In the spring, Wynn Resorts will begin construction on Paradise Park, the lagoon o’ fun taking the place of the golf club between the Wynn and Encore towers. The project will include a man-made lake with all sorts of entertainment and recreation options and a 47-story, 1,500-room hotel with its own convention space, casino and restaurants. Years after Steve Wynn basically said he was done building on the Strip, he’s building on the Strip, and it’s extra sweet since he just agreed to buy the former Frontier site across the street. Who knows what he’ll dream up for that space?
Even more of a lock is the expansion of the Las Vegas Convention Center on the Riviera site, a monster project in the design stage, with construction set to begin this summer. Conventions are the Strip’s true engine, and that side of the Vegas business continues to grow; if it wasn’t, Wynn and Genting wouldn’t be building more hotel rooms. So while the immediate future is bright for the North Strip, the more distant future is shining. –Brock Radke
On January 21, 2017, thousands of Las Vegans—men, children and busloads of women—took to the streets of Downtown to protest their new president, as compatriots around the nation did the same. One year later to the day, Las Vegas will be home to the national Women’s March of 2018, with a new focus and theme: “Power to the Polls.” It’s the start of a voter registration tour and campaign directed at utilizing the activism and momentum from the Women’s March to help those from marginalized communities get elected to office and to “create transformative social and political change.” We’re already working on our placards. –Leslie Ventura
There are some fantastically big restaurant openings scheduled for early 2018, but if you’re part of the local F&B industry family, Esther’s Kitchen is the one you’re especially excited about. Chef James Trees is a Las Vegas native who has worked with the likes of Eric Ripert, Michael Mina and Gordon Ramsay, and this week he’ll open Esther’s on Casino Center Boulevard in the Arts District, giving Downtown much more than comforting Italian cuisine.
“We are filling this place with the nicest people you can find,” Trees says. “You will love your server by the time you leave, because they’re so f*cking cool and special and they’re Downtown people and they’re tired of working on the Strip. They just want to walk in the back door and go to work.”
Named for an aunt who helped send him to the Culinary Institute of America in New York, Esther’s will seat 54 (until the large patio nearly doubles that capacity in the spring) and serve faithful, soulful, seasonal, accessible Italian cuisine for lunch, dinner and eventually brunch; no dish will cost more than $30, and the wine list will feature some affordable gems. “All the pastas are going to surprise people, because they’re the classics done in classic style,” Trees says. “The cacio e pepe is not overtly soft, a little tough on purpose. The rigatoni we’re doing with carbonara has some funk from the guanciale, because we’re not being cheap and using bacon or pancetta. But we’re doing spaghetti and meatballs, too. People want what they want, and if you look at Downtown, the simpler restaurants are the ones that do well.”
Thanks to word-of-mouth—other local chefs have been hype-stagramming Esther’s for months—the reservation book was filling up weeks before a January 3 soft opening. Las Vegas is ready for another locals-oriented restaurant Downtown, and Trees appears to have the right recipe. –Brock Radke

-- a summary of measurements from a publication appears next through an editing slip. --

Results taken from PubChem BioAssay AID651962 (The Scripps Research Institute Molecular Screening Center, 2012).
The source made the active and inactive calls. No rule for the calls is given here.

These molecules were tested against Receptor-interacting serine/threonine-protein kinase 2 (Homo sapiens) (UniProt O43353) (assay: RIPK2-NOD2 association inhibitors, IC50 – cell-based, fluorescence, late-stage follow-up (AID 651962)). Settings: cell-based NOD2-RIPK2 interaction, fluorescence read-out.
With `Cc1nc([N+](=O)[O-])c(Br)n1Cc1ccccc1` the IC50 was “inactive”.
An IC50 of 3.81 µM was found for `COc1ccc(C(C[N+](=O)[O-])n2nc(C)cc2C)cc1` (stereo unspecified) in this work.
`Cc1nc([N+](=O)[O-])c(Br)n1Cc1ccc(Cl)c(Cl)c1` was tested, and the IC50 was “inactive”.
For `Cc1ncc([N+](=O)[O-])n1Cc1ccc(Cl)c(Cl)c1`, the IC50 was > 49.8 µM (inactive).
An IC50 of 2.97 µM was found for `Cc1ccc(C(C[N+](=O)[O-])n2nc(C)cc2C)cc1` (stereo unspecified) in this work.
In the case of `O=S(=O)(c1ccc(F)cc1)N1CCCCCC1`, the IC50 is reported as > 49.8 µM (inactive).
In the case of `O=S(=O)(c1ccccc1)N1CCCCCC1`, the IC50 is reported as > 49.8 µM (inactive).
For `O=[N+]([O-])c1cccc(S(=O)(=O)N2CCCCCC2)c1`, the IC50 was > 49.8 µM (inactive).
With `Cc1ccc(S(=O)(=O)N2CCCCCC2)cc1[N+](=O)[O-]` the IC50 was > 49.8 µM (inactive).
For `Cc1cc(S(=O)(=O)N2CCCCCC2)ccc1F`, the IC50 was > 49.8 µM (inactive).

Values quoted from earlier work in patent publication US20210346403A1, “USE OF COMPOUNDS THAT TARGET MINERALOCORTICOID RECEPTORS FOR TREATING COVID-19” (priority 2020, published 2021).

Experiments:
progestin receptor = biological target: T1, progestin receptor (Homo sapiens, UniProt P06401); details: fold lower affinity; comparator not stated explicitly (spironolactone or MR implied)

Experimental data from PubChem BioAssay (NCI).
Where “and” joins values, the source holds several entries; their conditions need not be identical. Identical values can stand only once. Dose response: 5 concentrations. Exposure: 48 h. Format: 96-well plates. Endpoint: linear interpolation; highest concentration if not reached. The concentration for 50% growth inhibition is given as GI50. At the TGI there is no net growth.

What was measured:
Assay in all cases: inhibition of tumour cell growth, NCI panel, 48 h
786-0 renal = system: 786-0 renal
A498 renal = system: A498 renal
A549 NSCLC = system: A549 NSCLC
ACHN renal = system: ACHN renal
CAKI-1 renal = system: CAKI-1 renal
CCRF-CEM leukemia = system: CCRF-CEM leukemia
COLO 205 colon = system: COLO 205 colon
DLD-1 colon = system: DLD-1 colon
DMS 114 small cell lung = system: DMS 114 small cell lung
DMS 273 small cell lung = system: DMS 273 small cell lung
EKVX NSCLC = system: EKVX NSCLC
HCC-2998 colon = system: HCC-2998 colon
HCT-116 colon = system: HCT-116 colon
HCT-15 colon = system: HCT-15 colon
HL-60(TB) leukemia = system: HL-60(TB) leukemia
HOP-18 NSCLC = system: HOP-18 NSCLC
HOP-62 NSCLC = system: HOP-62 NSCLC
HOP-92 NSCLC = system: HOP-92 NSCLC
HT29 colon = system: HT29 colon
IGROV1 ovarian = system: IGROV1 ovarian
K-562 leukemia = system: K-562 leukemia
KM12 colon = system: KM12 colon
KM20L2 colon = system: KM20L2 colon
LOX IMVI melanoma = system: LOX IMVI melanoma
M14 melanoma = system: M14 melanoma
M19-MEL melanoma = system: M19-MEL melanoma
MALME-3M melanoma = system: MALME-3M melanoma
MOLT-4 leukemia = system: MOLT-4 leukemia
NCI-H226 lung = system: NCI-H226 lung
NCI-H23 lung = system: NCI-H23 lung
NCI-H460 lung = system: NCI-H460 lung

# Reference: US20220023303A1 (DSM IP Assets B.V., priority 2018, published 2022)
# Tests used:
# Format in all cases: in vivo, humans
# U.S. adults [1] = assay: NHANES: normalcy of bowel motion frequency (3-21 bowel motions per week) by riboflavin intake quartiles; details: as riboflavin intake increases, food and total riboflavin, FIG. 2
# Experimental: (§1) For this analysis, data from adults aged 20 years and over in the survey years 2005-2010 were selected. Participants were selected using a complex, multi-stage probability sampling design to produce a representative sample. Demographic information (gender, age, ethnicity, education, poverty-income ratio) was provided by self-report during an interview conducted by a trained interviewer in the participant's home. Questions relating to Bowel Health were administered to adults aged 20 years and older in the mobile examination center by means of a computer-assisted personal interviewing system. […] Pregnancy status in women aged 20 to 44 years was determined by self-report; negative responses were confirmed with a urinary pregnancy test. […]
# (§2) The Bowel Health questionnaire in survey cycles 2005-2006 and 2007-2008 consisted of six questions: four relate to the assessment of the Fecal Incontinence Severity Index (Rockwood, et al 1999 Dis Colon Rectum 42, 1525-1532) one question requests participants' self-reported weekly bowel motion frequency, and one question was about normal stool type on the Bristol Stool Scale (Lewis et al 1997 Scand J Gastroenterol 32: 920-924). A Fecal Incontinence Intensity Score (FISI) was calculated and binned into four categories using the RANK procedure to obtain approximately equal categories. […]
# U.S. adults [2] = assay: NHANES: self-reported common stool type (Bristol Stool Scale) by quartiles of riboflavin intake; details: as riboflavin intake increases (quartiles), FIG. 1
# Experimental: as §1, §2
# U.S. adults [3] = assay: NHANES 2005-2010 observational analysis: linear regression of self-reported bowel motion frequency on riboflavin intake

Las Vegas is sprawl. Since the 1990s we’ve built tract after tract of single-family residences, with the occasional high-rise condo for garnish. Now that we’ve hit the mountains on three sides, we’re beginning to dabble in high-density apartment blocks in places that were never meant for that kind of living: Fremont Street, Summerlin, Chinatown.
Vegas is almost wholly unprepared for Manhattan-style living. Our rapid transit is limited to a few RTC express bus lines, and the neighborhoods surrounding these new apartment blocks remain hostile to pedestrians—even the UNLV district, which should have gained a pedestrian environment by now purely by accident. And while it’s all too easy to blame the weather for our relative lack of urban neighborhoods—“Who’s dumb enough to walk around out there, anyway?”—that hasn’t stopped Phoenix, whose summers are every bit as scorching as our own, from building a light-rail line.
Vegas seems to want what other cities have—dense, walkable neighborhoods that encourage car-free living. But we won’t get there simply by slapping up eight-story apartment buildings. We need to lay down rail, invite car-sharing services to the table, put down more bike lanes and widen the damn sidewalks. We’ve taken some tentative steps, but in 2018, we need to get serious. The apartment dwellers are coming, and we’re still not ready. –Geoff Carter
In the hours a gunman opened fire on the unsuspecting crowd at the Route 91 Harvest music festival, it was all too easy to imagine that an era of Vegas entertainment—the city’s fairly recent embrace of outdoor music festivals—had come to a horrifying, abrupt end. But while the terror and sadness of October 1, 2017 has left a lasting mark on our city, it doesn’t seem to have dissuaded us from going outside to enjoy live music. Electric Daisy Carnival will return in 2018, as will Punk Rock Bowling and other outdoor music events. (It feels unlikely that Route 91 will return in 2018, though another country music festival will surely come around eventually).
What will those festivals look and feel like? Similar to the airport, perhaps: Expect increased screening, not just at festival gates (where metal detectors and pat-downs are already de rigueur), but at the hotels and high-rises surrounding the festival grounds. Affected Strip hotels and Downtown apartment buildings will likely see the temporary installation of full (and expensive) screening checkpoints. (If New Year’s Eve was any indication, we’ll also see a much heavier police presence and maybe a few drones.) The increased security costs will doubtlessly be added to the price of your ticket. And we’ll accept these limitations without much fuss, because in many areas of our life we already do. (Been to a theme park lately?)
As for how we’ll feel at the fest itself, the first few hours might be anxious. Then the music will take over. Always does. –Geoff Carter